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30th Jun 2023

Some breast cancer patients could see treatment times cut from five weeks to one with new guidelines

Ellen Fitzpatrick

Some breast cancer patients could have their radiotherapy treatment carried out in a shorter time frame under new guidelines.

These new guidelines will see treatment being reduced from three to five weeks very soon.

Newly approved techniques will reduce the time patients need to attend hospital for.

These new guidelines were published on Thursday by the HSE National Cancer Control Programme (NCCP).

On average there are 3,392 cases of invasive breast cancer diagnosed in Ireland each year.

The HSE has said that these new guidelines were developed in consultation with oncology patients and doctors and “will improve the standard and consistency of clinical practice in line with the best and most recent scientific evidence available, which in turn benefits the patients”, according to

Professor Risteárd Ó Laoide, national director, HSE NCCP, said it “will create some additional capacity in the service, meaning more patients can be treated in the same timeframe than previously”.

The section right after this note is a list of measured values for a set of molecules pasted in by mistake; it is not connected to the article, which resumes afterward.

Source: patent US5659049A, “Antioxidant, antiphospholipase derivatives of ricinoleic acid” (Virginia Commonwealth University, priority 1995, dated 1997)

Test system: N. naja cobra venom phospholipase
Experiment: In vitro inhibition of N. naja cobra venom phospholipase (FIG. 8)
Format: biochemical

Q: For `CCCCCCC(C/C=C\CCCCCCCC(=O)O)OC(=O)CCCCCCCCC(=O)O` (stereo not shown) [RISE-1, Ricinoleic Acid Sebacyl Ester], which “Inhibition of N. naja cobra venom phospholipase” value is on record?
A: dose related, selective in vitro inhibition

The guidelines are an update from the ones in 2015 and now include 10 new recommendations and updated evidence to support previous recommendations.

The main change to the guidelines is the inclusion of specific recommendation which considers an ultra-hypofractionated radiotherapy regimen for suitable patients.

This means that a patient gets their total radiotherapy dose over a shorter timeframe, typically within one week.

The new schedule significantly reduces the number of hospital visits required of a patient and allows for more patients to be treated in that same timeframe.

“The guideline also considers which patients may benefit from a radiotherapy boost. This is an extra dose of radiation that is targeted at the specific part of the breast from where the tumour was removed (in addition to the radiotherapy given to the whole breast),” the HSE said in a statement.